DRC’s Catholic Bishops Want “independent body with experienced” to Audit Voter Register

The headquarters of the Independent National Electoral Commission (CENI) in DRC. Credit: Courtesy Photo

Catholic Bishops in the Democratic Republic of Congo (DRC) are calling on the leadership of the Independent National Electoral Commission (CENI) to seek the expertise of “an independent body with experience” alongside “a few national experts” to audit the country’s voter register.

On April 24, CENI finalized a nationwide process to update voter lists ahead of the Central African country’s general elections scheduled for December this year.

In a press release issued May 5, the electoral body announced it was going to launch a call for applications with a view to setting up a joint mission composed of national and international experts for the external audit of the voter register. 

On May 8, CENI issued a press release calling for applications for the External Audit Mission. 

In a statement issued Thursday, May 11, members of the National Episcopal Conference of Congo (CENCO) express reservations about the process leading to the appointment of the auditors and urge transparency in the selection of candidates.


“It is in the interest of CENI and the electoral process itself that an independent body with experience in the field be identified and invited to carry out this work in a timely manner, involving a few national experts, respecting the conditions that preserve national sovereignty, without offending the independence of the body,” CENCO members say.

They explain, “The external audit of an electoral register is part of the good electoral practice. Many African countries where there is mistrust between political actors and a lack of public confidence in the process resort to it.” 

“The audit of the electoral register has allowed several states to reach a consensus on the voters' lists and to restore public confidence in the electoral process and the resulting results, which is what the CENI and the electoral process in DR Congo need today,” the Catholic Church leaders add in their statement read out by the Secretary General of CENCO, Fr. Donatien Nshole. 

They note that the auditing “is normally conducted by an independent organization or agency selected in a transparent manner, in accordance with the principles of CENI’s call for applications and its terms of reference.”

In their May 11 statement, Catholic Bishops in DRC recall that “the constitution of an electoral register is often the subject of much controversy in most African countries.”

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“The identification and enrolment of voters have not escaped this reality, given the conditions in which it took place and the positions taken by certain political and civil society actors,” CENCO members say.

Making reference to the conditions for appointing the members of the audit mission, the Bishops say, “Item 17 of the Call for Applications for the External Audit Mission published by CENI clearly indicates that the electoral center will recruit and organize consultants to conduct the audit of the register compiled by CENI.”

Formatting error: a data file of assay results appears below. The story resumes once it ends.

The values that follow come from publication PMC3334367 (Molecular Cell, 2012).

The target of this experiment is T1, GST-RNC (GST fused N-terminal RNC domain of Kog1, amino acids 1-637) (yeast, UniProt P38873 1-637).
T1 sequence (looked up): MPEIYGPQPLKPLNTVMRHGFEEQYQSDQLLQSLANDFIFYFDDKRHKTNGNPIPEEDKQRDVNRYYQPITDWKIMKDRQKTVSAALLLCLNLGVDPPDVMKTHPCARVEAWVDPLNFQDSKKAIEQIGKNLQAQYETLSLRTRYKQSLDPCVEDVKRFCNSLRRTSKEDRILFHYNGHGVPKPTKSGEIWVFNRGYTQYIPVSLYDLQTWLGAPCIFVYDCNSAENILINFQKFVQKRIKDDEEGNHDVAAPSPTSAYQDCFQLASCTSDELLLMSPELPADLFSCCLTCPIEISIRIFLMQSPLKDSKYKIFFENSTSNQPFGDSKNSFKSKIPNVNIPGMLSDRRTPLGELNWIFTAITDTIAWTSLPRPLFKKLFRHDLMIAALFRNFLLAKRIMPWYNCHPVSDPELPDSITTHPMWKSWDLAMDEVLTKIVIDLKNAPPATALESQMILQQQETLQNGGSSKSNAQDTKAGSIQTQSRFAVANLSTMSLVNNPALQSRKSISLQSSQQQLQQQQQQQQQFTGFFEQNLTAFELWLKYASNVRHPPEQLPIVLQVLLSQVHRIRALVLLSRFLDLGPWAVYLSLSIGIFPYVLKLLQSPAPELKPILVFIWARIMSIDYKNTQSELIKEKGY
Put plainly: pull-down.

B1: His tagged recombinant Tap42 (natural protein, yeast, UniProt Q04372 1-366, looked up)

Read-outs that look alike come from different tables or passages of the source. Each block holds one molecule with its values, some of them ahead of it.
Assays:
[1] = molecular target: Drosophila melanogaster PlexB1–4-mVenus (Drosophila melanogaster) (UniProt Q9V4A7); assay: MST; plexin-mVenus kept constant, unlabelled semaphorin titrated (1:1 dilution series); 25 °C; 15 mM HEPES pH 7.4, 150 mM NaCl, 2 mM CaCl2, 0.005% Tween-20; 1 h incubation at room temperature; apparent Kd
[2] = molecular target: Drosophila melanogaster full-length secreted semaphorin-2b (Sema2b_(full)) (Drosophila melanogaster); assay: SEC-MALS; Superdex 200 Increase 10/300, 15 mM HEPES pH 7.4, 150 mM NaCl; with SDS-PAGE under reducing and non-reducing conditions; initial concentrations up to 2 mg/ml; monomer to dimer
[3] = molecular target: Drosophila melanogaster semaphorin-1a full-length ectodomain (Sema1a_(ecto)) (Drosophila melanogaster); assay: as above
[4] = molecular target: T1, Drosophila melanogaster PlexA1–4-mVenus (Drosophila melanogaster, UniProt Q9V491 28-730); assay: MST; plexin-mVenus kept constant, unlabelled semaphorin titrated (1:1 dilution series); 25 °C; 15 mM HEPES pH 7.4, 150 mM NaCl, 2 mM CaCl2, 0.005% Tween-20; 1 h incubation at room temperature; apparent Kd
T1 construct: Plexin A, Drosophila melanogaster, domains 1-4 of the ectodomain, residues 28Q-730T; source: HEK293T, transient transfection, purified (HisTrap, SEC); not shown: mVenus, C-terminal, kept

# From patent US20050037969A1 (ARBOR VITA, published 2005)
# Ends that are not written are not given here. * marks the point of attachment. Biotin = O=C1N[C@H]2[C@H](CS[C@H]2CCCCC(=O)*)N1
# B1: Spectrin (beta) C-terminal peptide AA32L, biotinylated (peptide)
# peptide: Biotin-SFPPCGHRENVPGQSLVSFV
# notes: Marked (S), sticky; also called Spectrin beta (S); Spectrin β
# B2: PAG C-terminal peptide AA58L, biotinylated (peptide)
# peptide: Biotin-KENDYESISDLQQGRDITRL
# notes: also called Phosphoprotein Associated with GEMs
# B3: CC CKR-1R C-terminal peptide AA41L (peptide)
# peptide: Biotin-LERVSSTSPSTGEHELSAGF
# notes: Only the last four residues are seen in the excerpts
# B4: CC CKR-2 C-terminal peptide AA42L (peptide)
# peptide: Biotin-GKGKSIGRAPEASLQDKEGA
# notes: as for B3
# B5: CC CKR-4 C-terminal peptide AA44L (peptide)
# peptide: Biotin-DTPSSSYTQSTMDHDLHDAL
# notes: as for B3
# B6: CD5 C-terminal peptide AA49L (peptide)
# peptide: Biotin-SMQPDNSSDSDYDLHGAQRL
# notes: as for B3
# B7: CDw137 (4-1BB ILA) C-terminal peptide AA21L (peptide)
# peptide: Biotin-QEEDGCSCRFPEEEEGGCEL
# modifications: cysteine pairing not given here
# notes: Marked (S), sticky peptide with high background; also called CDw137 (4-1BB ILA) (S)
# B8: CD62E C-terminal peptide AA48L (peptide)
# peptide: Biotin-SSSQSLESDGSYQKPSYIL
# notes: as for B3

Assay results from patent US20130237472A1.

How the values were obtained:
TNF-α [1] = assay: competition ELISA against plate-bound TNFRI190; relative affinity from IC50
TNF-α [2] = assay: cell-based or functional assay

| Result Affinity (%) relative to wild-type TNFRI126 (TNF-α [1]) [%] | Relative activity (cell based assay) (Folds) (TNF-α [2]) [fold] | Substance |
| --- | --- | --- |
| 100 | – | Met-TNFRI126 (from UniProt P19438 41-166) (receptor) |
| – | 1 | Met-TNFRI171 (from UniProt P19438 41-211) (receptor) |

In addition, CENCO members say, “Point 14 will allow CENI to censor the methodology of the audit (it must validate it) and the resulting report (it must approve it).”

The Catholic Bishops in DRC note that “these provisions are in contradiction with another provision of Point 17, which requires that no stakeholder be in a conflict-of-interest situation.”

They also say the six-day period to carry out the audit mission “seems insufficient to analyze the legal and regulatory framework, including all related procedures, to evaluate the uniqueness of each voter in the sample (regardless of size), to assess the inclusiveness, accuracy, and completeness of the file, and to draft the various reports.”


“It is clear from the above that the team to be put in place by CENI will not be independent and its report could be biased or manipulated,” Catholic Bishops in DRC say.

They continue, “As a result, there is a high risk that consensus will not be reached on the electoral file, mistrust between political actors will be reinforced and public confidence in the electoral process will deteriorate.”

“Ultimately, the credibility of the electoral process and the resulting results will be increasingly undermined,” CENCO members warn in their May 11 statement, and add, “CENI will thus have missed one of the good opportunities to make this process credible.”

They caution all election stakeholders that if the “external audit of the electoral register is carried out in this way, there is reason to fear that doubts about the sincerity of the electoral process will grow and create the conditions for contesting the results of the expected elections.”

Jude Atemanke is a Cameroonian journalist with a passion for Catholic Church communication. He holds a Bachelor’s Degree in Journalism and Mass Communication from the University of Buea in Cameroon. Currently, Jude serves as a journalist for ACI Africa.